As Santa well knows, it’s nice to receive at the holidays—but it’s even better to give. Truckers, it turns out, give as well as anyone at the holidays. Here are three trucker groups or individuals that go above and beyond during the holiday season, spreading Christmas cheer in big ways and small.
Stockings for Truckers has delivered more than 4,000 stockings and 3,200 meals to truckers since its inception four years ago.
Founded by trucker wife Heather Bair, Stockings for Truckers is a lifeline for truckers who find themselves on the road at the holidays. Volunteers are truckers’ husbands, wives, mothers and grandmothers.
Volunteers can choose whether they want to cook homemade meals or create stockings filled with personal necessities, treats and gift cards. Volunteers pay for the goods themselves and distribute them at truck stops. Each stocking contains a hand-written Christmas card for truckers as well.
“Truckers don’t get enough recognition,” says volunteer Heather Nelson, who rides along in the truck with her boyfriend. “This is our way of saying thank you.”
As an added treat, Stockings for Truckers distributes stockings to each person in the truck and offers special stockings for diabetics and pets.
“It puts a big smile on everyone’s face,” Nelson says. “Some people get emotional. They break down crying, because truck drivers aren’t used to being recognized in a good way.”
Meals for Truckers
Raised on a farm, Teddi Dunson has been driving trucks since age 14. She’s been giving back to the trucking community for nearly as long. Every year since 1977, Dunson has cooked Christmas dinner for nearby truckers, and she’s still cookin’ in 2016.
Dunson and her husband were team drivers themselves. For years, they hit the local truck stop on Christmas Day and brought truckers back to their home for a holiday feast. “Back then, drivers were more trusting of each other than they are today,” Dunson says.
Now 60, Dunson keeps the tradition alive, though she has changed the format a bit. She prepares a home-cooked Christmas meal for 30, plates it and distributes the meals at two truck stops by her home in Arkansas. “I put my Santa hat on and deliver the meals between noon and 2 p.m. on Christmas Day,” she says.
The plates are piled high with ham or turkey, stuffing, sweet potato casserole, vegetables, pumpkin pie and more.
It’s a lot of work, but Dunson has a good reason for preparing the feast.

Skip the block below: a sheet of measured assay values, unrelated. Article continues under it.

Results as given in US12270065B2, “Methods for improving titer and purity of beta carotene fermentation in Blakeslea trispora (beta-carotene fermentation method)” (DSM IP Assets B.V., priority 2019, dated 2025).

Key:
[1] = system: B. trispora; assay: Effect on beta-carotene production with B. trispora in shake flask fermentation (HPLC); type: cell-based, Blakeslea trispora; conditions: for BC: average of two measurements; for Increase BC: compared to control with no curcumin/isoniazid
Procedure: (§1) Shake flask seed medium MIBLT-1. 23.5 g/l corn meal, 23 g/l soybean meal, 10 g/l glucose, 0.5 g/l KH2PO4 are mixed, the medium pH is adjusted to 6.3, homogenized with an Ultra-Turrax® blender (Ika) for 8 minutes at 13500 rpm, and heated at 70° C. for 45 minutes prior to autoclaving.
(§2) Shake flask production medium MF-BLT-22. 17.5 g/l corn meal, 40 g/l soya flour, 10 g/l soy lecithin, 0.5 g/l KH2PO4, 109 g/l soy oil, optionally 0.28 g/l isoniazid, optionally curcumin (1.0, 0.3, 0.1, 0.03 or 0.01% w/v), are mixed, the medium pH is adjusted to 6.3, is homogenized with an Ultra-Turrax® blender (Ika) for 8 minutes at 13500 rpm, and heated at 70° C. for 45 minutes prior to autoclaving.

“I do it because we’ve got a lot of drivers that don’t have a family to go home to on Christmas,” she says. “Or you have drivers who have families but they can’t make it in for Christmas. It’s depressing. I’ve continued the tradition all these years because it’s five minutes of a bright spot on Christmas Day (and I’m a pretty good cook).”
In November 2008, a trucker named “Wonderful” Wayne Hortman had an idea to launch a trucker charity and posted about it on social media. According to the charity’s website, Hortman wrote: “Got to thinkin’ about Christmas. I like to help the needy. Thought maybe my fellow truckers might want to join me in setting up a fund right here on CDL for some trucker families that might be in need of having a good Christmas.”
The rest, as they say, is history. In the eight years since, Truckers Christmas Group has raised monetary donations for trucking families in need across North America. Truckers nominate families who would make good candidates (nomination forms are on the organization’s website), and the organization chooses recipients based on those nominations.
The group’s goal is to raise enough money to make a difference in the families’ lives at Christmastime. In addition to other fundraising measures, Truckers Christmas Group sells products on its website to raise funds. To date, the group has helped 125 trucking families with $73,000 in monetary donations. In 2016 alone, the charity distributed $7,000 in aid to 13 families.
What other great charities are you part of, truck drivers? We want to highlight all the good you’re doing! Connect with us here and tell us how you’re giving back.
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